Intensive forensic interviewing training programs provide an excellent foundation for a professional who is new to child forensic interviewing. Such programs, usually a week in length, familiarize trainees with basic memory principles, the best questioning approaches for eliciting information, a review of children’s developmental capabilities and issues, and recommended techniques for transitioning the child to the allegation-focused portion of the interview and gathering a detailed description of experiences.
However, research demonstrates and practitioners agree that training alone is not adequate for developing the sophisticated skill set necessary for eliciting the best quality and quantity of information from a child. Mentoring or supervision by an experienced and skilled child forensic interviewer or an opportunity to participate in an effectively run peer review group increases the likelihood that the new interviewer will put their newly acquired skills into practice. While strongly recommended, some forensic interviewers do not have access to these types of support and oversight for a variety of reasons (financial, geographic, lack of administrative support).
The purpose of the NCAC formalized mentoring and consultation process is to provide participants, trained in a nationally-recognized child forensic interview model, the opportunity to receive personalized feedback on two recorded forensic interviews, engage in group discussion, examine current research and literature related to the field of forensic interviewing, as well as hone basic interviewing skills.
Each participant provides two recorded forensic interviews to their assigned Group Leader. The Group Leader reviews the recordings supplied by participants and provides feedback to the individual interviewer. Professional peer review methods are employed to maintain standards, improve performance, and provide credibility. Highly skilled Forensic Interviewers and/or Trainers serve as Group Leaders.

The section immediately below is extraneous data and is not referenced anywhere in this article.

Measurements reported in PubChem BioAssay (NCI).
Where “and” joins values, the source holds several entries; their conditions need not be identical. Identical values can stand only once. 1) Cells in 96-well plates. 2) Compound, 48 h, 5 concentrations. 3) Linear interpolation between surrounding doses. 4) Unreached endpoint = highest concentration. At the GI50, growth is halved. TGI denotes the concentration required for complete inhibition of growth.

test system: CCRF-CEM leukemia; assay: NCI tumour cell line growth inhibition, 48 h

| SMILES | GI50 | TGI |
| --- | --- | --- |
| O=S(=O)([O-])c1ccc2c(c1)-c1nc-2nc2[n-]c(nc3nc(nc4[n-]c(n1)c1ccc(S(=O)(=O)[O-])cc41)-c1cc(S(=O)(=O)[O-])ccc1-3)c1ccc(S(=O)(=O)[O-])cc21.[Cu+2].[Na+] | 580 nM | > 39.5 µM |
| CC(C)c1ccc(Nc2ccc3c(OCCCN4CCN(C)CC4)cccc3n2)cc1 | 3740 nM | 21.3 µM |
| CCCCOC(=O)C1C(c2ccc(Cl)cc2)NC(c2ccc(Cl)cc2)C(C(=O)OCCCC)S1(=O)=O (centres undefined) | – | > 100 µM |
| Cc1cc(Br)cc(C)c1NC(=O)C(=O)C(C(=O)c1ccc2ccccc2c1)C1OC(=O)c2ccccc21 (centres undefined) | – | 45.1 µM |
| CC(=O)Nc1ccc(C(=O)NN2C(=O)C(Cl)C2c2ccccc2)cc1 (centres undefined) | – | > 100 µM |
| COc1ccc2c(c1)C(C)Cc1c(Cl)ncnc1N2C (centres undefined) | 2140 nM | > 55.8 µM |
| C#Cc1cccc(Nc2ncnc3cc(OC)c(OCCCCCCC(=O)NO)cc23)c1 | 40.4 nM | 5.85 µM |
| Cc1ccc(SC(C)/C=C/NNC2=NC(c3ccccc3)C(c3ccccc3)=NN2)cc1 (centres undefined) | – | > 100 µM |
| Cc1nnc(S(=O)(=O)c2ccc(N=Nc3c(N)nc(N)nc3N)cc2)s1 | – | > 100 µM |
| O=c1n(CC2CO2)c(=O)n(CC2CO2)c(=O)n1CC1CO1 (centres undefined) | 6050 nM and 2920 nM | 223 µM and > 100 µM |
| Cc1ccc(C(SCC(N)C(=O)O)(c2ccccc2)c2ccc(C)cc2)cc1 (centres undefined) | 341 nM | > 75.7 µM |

Additionally each month, participants of the Mentoring and Consultation Groups are assigned a current research article related to challenging and emerging issues in child forensic interviewing. Participants are expected to read the assigned article in preparation for group discussions via webinar. The schedule for group webinar discussions is provided to the right.
Applications will be accepted through October 26, 2017.
Applicants will be notified on November 16, 2017 via email whether or not they have been selected for the class.
For more information, email Sarah Hubbard.
Dates of the 2018 Group Webinars (each 90 minutes in length)
All webinars begin at 10:00 a.m. Central Time.
|Group A||Group B|
|January 18 – Kick Off||January 18 – Kick Off|
|February 8||February 27|
|March 15||March 27|
|April 26||April 26|
|May 17||May 22|
|June 21||June 19|
|July 19- Wrap up||July 17- Wrap up|
This project is supported by Grant No. 2015-CI-FX-K003 awarded by the Office of Juvenile Justice and Delinquency Prevention, Office of Justice Programs, U.S. Department of Justice. Points of view or opinions in this document are those of the author and do not necessarily represent the official position or policies of the U.S. Department of Justice.